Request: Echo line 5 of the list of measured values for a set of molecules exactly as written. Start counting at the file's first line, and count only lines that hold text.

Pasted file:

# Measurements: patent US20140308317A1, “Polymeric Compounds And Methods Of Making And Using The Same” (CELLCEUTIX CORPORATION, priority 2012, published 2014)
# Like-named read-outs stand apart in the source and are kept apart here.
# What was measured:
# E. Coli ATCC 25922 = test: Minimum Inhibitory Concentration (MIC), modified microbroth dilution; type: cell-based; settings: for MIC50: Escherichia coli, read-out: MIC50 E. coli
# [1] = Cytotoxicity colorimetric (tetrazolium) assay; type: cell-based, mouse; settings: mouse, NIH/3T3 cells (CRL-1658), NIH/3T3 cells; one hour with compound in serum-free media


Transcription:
# [1] = Cytotoxicity colorimetric (tetrazolium) assay; type: cell-based, mouse; settings: mouse, NIH/3T3 cells (CRL-1658), NIH/3T3 cells; one hour with compound in serum-free media